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Biophilia Life; or, My Best Friend Has Four Legs and a Tail

December 14, 2018 – February 9, 2019

A message from the curator:

The first title of this exhibition, Biophilia Life, comes from the biophilia hypothesis, made popular by Edward O. Wilson in his 1984 book, Biophilia, in which he describes it as an “urge to affiliate with other forms of life.” With the prefix “bio-” (which means “life”), and the suffix “-philia” (which means “love”), the term literally means, “love of life or living systems.” So, in essence, Biophilia Life is just a fancy description for the second, more homely, title of the exhibit, My Best Friend Has Four Legs and a Tail. Due to the historically long and close relationship we humans have had with domestic animals and pets, I felt it was important for viewers to be able to come to this conversation of art and animals comfortably from both formal and casual perspectives, hence the exhibit having two titles.

Being a life-long animal lover (and proud parent to two dogs and a cat), I have wanted to explore this relationship between humans and our animal partners though minds and hands of artists for years. Aside from perhaps our own offspring, there may not be anything else that presents such strong feelings of love and attraction in humans as our pets. Who doesn’t love puppies and kittens?!

This human/animal relationship truly is something special, and has been around longer than recorded history. Animal domestication first occurred with the dog as far back as 30,000 years ago (true to form, domestic cats came along on their own time nearly 20,000 years later), so innate, biological bonds have been weaving us together for a very long time. Those bonds with our pets took relatively recent jumps in the late nineteenth and mid-twentieth centuries with the inventions of flea and tick products and kitty litter, which brought these furry bundles of joy into our homes, elevating their status to family members for many. At over 62%, more households in the U.S. claim residents beyond Homo sapiens sapiens than those who don’t.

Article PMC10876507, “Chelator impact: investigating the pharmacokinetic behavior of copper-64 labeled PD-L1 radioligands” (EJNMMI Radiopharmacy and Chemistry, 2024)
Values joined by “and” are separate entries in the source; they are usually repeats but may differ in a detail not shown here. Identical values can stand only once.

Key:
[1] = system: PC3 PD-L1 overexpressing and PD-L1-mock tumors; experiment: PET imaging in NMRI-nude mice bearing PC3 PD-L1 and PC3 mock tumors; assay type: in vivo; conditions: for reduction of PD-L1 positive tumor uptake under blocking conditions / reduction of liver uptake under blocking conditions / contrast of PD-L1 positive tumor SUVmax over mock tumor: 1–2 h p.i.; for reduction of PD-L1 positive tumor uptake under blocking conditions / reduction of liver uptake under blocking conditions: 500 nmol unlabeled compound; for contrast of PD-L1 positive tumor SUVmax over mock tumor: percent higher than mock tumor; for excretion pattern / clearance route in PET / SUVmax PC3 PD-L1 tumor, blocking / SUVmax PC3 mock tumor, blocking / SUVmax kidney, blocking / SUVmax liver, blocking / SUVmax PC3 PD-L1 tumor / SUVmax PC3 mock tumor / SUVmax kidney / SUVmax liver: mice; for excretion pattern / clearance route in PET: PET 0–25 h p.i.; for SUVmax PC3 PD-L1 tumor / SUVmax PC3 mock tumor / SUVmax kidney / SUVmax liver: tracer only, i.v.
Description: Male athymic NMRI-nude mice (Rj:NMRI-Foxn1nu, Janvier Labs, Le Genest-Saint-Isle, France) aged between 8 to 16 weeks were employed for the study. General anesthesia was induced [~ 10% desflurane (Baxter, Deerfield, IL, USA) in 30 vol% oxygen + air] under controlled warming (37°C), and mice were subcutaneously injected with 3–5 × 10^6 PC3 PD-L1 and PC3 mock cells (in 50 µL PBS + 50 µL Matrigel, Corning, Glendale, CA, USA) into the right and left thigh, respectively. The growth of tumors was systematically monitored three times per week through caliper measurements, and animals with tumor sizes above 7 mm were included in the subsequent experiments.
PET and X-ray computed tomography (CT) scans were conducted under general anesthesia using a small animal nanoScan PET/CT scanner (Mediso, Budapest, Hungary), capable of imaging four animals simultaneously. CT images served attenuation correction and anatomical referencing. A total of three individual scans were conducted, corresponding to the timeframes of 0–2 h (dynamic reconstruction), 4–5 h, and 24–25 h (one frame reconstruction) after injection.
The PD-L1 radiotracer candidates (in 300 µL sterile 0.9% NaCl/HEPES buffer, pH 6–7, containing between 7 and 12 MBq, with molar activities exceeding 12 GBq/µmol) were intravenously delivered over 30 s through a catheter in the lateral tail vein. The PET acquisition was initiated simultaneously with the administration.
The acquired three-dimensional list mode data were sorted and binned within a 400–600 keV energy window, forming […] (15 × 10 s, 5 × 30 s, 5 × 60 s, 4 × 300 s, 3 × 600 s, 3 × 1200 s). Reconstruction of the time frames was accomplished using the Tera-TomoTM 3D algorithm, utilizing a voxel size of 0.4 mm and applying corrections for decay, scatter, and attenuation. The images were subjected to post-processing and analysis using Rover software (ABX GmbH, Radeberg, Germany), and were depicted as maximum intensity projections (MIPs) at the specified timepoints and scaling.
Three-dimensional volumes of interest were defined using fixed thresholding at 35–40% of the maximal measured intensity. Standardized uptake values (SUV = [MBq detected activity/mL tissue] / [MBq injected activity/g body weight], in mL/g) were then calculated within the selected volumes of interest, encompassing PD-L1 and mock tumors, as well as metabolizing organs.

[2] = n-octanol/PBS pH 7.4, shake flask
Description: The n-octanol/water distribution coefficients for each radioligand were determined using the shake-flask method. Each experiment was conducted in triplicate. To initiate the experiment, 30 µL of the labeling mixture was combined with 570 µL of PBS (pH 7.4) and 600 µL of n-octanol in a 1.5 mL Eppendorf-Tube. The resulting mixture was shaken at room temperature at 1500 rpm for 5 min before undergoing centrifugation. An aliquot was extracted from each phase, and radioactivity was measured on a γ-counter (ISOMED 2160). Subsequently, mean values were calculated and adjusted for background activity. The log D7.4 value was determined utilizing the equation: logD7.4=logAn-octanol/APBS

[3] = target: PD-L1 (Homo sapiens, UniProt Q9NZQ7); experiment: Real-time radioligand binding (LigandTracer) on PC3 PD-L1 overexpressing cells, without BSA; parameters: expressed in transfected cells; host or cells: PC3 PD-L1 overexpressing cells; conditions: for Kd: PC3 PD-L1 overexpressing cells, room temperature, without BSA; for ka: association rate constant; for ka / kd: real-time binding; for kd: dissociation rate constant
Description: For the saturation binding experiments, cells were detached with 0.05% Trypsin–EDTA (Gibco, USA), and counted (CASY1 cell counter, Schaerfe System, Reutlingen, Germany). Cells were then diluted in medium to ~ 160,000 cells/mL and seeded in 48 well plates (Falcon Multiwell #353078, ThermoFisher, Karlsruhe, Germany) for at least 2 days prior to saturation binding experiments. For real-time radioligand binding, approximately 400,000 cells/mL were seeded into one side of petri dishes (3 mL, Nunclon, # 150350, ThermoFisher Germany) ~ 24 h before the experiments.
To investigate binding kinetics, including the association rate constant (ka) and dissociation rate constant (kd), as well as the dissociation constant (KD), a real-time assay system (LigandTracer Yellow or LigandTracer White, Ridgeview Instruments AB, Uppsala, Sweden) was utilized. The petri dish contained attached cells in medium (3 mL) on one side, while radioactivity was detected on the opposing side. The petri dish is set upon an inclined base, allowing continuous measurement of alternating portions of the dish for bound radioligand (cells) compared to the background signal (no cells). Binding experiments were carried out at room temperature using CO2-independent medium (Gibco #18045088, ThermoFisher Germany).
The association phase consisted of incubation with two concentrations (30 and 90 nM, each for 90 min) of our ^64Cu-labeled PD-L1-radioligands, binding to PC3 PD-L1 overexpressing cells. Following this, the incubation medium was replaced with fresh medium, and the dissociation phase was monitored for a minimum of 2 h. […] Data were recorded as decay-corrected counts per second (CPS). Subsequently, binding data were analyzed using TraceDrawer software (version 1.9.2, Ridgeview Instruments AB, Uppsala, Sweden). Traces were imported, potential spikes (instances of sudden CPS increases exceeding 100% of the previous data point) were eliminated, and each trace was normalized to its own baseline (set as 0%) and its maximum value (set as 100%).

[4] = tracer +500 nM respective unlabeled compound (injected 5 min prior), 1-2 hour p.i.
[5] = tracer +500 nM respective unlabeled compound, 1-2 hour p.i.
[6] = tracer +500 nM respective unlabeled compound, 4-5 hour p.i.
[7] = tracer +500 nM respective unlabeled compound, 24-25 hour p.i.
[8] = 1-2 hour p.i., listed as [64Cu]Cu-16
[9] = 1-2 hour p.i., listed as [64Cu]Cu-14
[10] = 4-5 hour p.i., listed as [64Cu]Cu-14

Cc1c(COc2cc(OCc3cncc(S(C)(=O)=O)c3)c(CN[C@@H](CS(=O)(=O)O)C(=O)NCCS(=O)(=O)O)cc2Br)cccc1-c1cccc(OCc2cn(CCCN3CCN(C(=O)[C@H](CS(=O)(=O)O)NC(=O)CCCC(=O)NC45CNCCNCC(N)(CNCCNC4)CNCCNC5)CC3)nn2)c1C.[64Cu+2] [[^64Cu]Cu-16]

Anyone who has a pet knows how special they are. It is undeniable that they make a positive impact on our health and happiness – serving as an excuse to get out and exercise, by providing companionship, or to ease anxiety serving as therapy animals. Studies have even shown that when a person and a dog look into each other’s eyes, levels of oxytocin (a hormone associated with maternal and social bonding) rise in both participants.

This exhibition includes work by local and national artists that explores and celebrates our unique connections with the domesticated animals in our lives. Please visit these artists’ websites to get a preview of what you can expect to see here at the Carnegie Center for Art & History.

–Daniel Pfalzgraf

 

Rachael Banks

Malcolm Bucknall

Gaela Erwin

Carlos Gamez de Francisco 

Sonya Yong James

Douglas Miller 

William Wegman